November saw the biggest drop in fuel prices in four years after fuel retailers finally reacted to falling wholesale costs and dropped prices, the RAC says.
Data from the motoring group shows that unleaded petrol fell from 130.61p to 125.43p a litre in November while diesel dropped 2.5p from 136.93p to 134.42p.
The RAC says the cost of filling 55 litre family-sized car with petrol was £68.98 – a saving of £2.85 on October.
Petrol prices are now back to where they were in mid-May, whereas diesel went back to its end of September level.
However, the RAC says that while the oil price plummeted 24% in November retailers have failed to cut costs as much as they should have, with the current average still “unnecessarily high”.
Analysis of wholesale fuel prices shows by the RAC shows that drivers have been overcharged by as much as 10p a litre for unleaded and 7p for diesel.
RAC fuel spokesperson Simon Williams says the average price of petrol should be around 120p a litre.
He says: "While one of the big four supermarkets has consistently cut the price of unleaded the others haven’t by as much which has meant the UK average price didn’t drop as much as it should have done."
The motoring organisation expects average prices to fall even further during December “if retailers play fair”.
Mr Williams says: “Based on our data, petrol still ought to come down by 7p a litre in the next two weeks and diesel by 5p. While this seems unlikely based on retailers’ current track record, we can only hope they are planning some cuts in the run-up to Christmas with a view to getting more shoppers into their stores.”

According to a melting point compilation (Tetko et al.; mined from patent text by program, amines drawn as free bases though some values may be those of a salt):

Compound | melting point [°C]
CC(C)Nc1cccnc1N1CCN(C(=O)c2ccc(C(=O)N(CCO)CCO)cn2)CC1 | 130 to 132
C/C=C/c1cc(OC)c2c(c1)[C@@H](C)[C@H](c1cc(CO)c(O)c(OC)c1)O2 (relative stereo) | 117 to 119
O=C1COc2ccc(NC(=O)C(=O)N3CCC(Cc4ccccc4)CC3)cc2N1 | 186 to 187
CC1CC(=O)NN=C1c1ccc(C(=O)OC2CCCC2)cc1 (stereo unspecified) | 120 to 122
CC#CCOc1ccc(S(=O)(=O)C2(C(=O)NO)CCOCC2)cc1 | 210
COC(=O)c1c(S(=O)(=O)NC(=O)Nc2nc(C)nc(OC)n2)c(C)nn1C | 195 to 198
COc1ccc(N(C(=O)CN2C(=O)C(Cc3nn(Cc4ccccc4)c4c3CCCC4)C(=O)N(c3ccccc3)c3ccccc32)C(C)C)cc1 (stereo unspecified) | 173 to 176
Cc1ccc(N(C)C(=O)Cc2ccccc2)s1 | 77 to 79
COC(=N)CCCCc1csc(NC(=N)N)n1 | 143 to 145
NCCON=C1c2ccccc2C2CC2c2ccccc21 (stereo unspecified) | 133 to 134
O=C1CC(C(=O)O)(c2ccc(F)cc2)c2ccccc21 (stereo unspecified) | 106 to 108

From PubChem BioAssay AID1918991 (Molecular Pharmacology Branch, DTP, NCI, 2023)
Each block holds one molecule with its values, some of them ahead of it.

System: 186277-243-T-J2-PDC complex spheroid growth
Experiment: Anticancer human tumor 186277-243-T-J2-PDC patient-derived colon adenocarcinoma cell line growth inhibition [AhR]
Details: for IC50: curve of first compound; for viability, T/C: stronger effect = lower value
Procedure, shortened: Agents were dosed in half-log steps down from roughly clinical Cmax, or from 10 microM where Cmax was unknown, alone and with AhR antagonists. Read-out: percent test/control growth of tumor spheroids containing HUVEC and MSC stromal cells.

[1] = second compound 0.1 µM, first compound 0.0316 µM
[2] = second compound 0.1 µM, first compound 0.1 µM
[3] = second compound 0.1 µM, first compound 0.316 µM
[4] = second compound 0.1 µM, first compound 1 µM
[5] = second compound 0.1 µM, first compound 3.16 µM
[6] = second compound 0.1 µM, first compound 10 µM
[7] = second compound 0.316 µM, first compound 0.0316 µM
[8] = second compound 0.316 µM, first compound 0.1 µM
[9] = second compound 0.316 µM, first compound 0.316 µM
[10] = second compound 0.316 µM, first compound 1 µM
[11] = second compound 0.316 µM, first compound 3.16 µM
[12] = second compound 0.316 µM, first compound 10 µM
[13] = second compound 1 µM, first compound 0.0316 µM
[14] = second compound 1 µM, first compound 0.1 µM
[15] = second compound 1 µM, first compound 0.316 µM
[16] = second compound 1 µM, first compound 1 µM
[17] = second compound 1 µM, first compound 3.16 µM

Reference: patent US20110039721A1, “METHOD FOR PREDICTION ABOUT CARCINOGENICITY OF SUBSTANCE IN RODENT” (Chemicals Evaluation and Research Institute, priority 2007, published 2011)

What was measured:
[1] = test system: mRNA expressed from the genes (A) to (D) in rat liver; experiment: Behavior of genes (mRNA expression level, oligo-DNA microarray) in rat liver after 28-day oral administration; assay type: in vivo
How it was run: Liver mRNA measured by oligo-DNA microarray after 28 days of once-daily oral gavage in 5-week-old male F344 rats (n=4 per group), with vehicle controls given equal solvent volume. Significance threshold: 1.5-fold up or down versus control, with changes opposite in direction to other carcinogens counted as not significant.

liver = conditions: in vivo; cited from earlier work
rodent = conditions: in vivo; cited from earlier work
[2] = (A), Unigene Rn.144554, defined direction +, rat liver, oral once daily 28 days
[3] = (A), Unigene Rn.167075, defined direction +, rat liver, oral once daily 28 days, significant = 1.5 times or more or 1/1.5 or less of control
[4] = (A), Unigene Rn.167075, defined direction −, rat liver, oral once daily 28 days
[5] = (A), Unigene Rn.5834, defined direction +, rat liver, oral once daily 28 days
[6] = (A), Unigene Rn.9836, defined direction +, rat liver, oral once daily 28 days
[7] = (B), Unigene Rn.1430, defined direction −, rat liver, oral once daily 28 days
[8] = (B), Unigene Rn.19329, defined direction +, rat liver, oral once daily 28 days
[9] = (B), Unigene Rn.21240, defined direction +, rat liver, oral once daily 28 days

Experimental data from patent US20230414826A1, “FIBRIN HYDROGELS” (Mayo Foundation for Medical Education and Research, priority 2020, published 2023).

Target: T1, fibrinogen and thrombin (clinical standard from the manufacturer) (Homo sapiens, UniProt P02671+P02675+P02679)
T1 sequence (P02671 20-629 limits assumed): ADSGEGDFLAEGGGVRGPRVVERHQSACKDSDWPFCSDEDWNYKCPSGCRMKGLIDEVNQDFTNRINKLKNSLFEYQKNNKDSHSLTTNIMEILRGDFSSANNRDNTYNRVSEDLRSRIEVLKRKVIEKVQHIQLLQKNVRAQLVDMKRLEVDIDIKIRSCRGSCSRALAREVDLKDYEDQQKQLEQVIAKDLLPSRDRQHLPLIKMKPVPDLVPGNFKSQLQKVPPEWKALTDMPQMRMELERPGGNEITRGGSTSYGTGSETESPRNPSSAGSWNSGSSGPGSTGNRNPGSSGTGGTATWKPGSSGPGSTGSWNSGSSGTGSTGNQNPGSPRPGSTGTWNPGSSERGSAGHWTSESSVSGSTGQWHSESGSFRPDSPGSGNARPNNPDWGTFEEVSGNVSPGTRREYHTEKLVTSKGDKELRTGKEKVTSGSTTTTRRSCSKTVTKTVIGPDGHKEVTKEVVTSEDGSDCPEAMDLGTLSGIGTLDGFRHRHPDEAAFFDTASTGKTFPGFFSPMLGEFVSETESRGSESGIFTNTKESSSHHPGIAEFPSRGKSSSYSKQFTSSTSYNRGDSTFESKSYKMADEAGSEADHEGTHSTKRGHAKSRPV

- Supermarkets charging shoppers 'up to three times more at local convenience stores for some products'
The average price at the big four supermarkets was 121.27p in November, down from 127.48p in October. The price of diesel fell after four consecutive monthly price rises from 136.88p a litre in October to 130.96p.
The intense competition between supermarkets means they often offer lower fuel prices in the hope that motorists will also do their weekly shop when they go to fill up.
However, in recent months supermarkets have been accused of doing little to lower the price of fuel for drivers.
Mr Williams says: “In the last six years we haven’t seen retailers take this much margin from selling a litre of petrol over such a protracted length of time. Wholesale unleaded began falling from mid-October but retailers were reluctant to reflect this on the forecourt despite the RAC highlighting the issue on numerous occasions."
He adds: “For some time prior to this we had been happy to praise retailers for passing on wholesale savings on the forecourt and say there was little evidence of ‘rocket and feather’ pricing. Now, however, there is very clear proof that many retailers are operating ‘rocket and feather’ policies.”